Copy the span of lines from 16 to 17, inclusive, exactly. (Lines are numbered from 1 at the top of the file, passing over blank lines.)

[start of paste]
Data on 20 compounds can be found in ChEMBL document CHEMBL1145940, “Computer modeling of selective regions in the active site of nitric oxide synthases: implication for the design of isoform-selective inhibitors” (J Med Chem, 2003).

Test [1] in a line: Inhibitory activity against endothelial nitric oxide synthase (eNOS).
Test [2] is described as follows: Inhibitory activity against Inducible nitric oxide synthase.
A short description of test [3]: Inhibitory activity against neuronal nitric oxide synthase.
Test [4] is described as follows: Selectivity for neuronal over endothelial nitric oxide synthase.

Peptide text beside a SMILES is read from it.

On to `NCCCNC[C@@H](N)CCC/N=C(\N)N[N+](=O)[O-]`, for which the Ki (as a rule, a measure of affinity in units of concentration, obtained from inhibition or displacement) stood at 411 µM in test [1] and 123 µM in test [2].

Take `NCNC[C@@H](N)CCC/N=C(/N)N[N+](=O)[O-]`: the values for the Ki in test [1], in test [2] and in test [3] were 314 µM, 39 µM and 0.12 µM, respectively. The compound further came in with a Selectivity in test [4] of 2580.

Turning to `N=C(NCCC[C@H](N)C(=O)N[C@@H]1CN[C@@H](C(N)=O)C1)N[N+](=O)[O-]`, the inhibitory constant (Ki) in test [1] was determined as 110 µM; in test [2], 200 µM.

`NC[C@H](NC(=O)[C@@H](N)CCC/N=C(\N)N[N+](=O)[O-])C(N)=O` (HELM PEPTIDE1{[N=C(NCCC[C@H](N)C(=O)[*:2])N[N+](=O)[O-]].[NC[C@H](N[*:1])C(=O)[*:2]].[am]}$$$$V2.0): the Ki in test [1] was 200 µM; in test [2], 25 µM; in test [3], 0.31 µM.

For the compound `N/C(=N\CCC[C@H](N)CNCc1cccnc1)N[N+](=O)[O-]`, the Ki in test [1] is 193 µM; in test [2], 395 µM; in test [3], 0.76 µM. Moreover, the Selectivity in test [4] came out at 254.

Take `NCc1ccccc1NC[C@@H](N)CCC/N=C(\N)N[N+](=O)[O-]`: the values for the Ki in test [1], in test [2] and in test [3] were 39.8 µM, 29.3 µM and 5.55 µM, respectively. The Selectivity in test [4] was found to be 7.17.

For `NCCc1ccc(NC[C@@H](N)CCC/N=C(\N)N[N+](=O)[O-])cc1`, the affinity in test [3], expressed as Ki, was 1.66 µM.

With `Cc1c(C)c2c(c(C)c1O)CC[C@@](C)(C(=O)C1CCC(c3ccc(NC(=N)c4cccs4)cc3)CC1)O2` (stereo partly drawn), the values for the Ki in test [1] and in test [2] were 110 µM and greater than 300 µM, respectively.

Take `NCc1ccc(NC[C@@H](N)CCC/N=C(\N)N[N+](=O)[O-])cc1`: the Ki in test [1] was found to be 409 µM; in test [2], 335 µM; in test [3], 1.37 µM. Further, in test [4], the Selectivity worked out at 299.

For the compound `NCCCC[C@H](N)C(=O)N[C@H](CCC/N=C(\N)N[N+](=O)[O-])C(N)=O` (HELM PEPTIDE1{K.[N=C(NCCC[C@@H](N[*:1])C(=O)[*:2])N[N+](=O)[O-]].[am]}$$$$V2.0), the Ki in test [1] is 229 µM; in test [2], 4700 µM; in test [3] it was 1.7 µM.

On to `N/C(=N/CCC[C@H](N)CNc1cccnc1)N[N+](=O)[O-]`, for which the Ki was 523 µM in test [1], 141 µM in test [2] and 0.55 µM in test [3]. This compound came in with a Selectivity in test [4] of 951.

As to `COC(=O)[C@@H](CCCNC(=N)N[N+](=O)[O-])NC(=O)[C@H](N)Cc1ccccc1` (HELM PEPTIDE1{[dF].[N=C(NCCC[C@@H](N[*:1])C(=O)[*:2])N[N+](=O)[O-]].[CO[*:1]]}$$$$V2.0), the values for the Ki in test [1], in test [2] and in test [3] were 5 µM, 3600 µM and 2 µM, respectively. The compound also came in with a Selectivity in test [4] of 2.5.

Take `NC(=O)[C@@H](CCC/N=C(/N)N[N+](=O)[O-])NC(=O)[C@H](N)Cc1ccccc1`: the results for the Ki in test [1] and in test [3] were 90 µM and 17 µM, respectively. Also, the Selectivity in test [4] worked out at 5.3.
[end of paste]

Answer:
For the compound `NCCCC[C@H](N)C(=O)N[C@H](CCC/N=C(\N)N[N+](=O)[O-])C(N)=O` (HELM PEPTIDE1{K.[N=C(NCCC[C@@H](N[*:1])C(=O)[*:2])N[N+](=O)[O-]].[am]}$$$$V2.0), the Ki in test [1] is 229 µM; in test [2], 4700 µM; in test [3] it was 1.7 µM.

On to `N/C(=N/CCC[C@H](N)CNc1cccnc1)N[N+](=O)[O-]`, for which the Ki was 523 µM in test [1], 141 µM in test [2] and 0.55 µM in test [3]. This compound came in with a Selectivity in test [4] of 951.